Naoko Takashima called on Art Umezu to give the background on his song about this giant yellow buoy which floated from Onahama Harbor through the Pacific Ocean, was seen in Northern California, and later found its way to Nohili on the southwest side of Kaua’i and finally to Port Allen harbor where it now rests. Art pointed out that in 1991 music producer Harasawa was instrumental in making the Sister City with Iwaki happen. Mayor Shimizu who came to Kaua’i asked Art to attend a big anniversary event in Iwaki in 2014, so he composed the song Onahama about the yellow buoy and was thrilled to learn that the group was performing the song tonight. Each year 1.8 million people go to Iwaki City for their hula show. Vocalist, Grace Mika sang the song accompanied by the band. Troy Hinano Lazaro, who travels to Japan often, came up to dance the hula . . . what an superb hula dancer!
Hironobu Saito performed Tasogare, an original instrumental number accompanied by Daeseki, Harasama and Takahashi. He bought his first ‘ukulele in a music store in Hanapepe, but tonight he was playing an ‘ukulele made by KoAloha. He was born in Miyazaki prefecture in Japan and matriculated at Berklee College of Music in Boston. He was the first Japanese artists to have a CD debut with the Spanish label Fresh Sound Records. He has released 7 leading albums and two singles on Yamaha & King Records. In 2011, he received the “Best New Artist” award at the 23rd Music Pen Club Awards, Japan’s equivalent to the Grammy’s. He has played extensively in many Music Festivals worldwide and has visited Kaua’i many times.http://www.hironokusaito.cc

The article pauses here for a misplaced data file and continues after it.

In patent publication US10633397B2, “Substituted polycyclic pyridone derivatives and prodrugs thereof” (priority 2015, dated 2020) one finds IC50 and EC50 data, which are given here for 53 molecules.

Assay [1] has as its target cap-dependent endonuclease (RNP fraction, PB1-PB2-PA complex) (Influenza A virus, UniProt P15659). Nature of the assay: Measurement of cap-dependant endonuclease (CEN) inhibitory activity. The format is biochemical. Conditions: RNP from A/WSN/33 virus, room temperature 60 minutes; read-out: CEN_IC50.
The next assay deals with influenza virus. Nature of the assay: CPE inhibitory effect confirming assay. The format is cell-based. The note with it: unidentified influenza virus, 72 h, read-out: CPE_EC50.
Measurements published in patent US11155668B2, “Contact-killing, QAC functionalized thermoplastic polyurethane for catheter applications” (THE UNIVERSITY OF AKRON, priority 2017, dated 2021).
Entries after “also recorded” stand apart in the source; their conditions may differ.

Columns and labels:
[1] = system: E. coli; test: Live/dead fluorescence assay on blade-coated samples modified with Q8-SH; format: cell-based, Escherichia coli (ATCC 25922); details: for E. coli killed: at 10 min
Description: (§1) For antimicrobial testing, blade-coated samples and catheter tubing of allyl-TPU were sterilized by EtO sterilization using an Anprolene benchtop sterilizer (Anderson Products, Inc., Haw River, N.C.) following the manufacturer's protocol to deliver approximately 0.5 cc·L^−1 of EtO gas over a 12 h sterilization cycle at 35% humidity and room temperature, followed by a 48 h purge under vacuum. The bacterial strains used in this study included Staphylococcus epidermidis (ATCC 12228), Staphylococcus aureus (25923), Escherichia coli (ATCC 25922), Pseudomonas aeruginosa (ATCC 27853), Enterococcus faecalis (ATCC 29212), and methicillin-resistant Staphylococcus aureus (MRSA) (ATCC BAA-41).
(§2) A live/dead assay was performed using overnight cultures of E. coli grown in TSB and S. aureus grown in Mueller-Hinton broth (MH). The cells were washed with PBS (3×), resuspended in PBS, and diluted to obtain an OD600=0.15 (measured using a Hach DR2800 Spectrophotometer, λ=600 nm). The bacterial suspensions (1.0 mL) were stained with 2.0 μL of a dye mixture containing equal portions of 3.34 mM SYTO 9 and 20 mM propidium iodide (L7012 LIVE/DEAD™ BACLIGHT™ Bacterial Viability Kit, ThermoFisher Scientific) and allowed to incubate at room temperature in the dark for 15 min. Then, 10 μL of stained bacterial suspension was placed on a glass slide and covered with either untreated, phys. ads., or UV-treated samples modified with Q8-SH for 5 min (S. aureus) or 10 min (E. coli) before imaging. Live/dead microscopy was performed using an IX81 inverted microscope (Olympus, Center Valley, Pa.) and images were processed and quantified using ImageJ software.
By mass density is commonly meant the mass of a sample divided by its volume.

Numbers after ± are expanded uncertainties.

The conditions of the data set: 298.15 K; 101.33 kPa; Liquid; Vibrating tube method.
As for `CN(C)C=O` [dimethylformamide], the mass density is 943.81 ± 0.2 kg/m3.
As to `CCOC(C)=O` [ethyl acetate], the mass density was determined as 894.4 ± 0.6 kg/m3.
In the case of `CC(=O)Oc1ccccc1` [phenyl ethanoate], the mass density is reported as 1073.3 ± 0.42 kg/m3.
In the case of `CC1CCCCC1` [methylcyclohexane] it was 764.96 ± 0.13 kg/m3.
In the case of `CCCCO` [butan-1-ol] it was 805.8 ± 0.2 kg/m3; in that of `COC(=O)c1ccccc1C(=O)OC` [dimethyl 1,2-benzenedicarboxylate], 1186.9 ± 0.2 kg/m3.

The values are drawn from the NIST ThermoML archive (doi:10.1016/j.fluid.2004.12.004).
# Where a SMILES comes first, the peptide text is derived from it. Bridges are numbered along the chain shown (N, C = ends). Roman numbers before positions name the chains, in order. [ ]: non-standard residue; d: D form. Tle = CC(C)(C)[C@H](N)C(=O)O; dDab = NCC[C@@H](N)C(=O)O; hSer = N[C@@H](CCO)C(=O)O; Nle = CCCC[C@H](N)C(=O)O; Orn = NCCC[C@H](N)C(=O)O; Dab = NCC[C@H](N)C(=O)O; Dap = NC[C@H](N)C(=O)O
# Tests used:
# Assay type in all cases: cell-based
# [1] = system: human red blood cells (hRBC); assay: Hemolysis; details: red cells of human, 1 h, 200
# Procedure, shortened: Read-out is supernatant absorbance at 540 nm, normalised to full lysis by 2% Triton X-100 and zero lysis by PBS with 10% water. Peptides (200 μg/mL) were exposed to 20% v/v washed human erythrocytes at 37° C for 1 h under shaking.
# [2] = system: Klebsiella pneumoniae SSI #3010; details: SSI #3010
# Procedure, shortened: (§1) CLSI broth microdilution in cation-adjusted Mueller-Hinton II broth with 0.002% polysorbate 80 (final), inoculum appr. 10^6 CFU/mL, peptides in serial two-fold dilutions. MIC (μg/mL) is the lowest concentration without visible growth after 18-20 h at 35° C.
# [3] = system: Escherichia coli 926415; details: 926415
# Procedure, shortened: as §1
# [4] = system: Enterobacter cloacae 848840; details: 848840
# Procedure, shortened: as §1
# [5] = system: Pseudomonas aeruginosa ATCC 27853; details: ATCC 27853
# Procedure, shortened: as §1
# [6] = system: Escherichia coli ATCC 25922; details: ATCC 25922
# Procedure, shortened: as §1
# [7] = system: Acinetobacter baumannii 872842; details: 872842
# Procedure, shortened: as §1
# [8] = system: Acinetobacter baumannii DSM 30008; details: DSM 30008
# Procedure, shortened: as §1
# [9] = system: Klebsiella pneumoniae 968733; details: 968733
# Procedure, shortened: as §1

Vocalist Mika Grace was born in Hawai’i but grew up in Japan. Her first stage performance was “Annie” and she continues to appear in other musicals, Hawaiian music and jazz concerts. She and Nazuki Takahashi sang Pua ‘Olenacomposed by Jimmy Kaholokula; the beautiful Kainani Viado went up to dance. Mika Grace led the troupe singing Hanalei Moon. Like lilies popping up in an open field, over thirty dancers popped up all the over ballroom, filling the stage and all the aisles and open spaces with many different versions of one of Kaua’i’s favorite hula. Mokihana Lullaby sung by Nazuki Takahashi in her exquisite voice, brought more dancers to the stage. Uncle Dennis Kamakahi’s O Koke’e with a jazzy beat was their final hula number. They sang it with so much joy; the audience appreciated their unique musical arrangements big time.
‘Ukulele Paradise School was established in 1999; today more than 1,000 students not only learn to play the ‘ukulele but also cultivate cultural exchange with Hawai’i by learning about the history of Japanese-Hawaiian people and the culture of Hawai’i. They have been participating in the Bon Dance celebrations at the Waimea Shingon Temple and the Hilo Hongwanji Mission. Information on their school can be found on their website,http://www.facebook.com/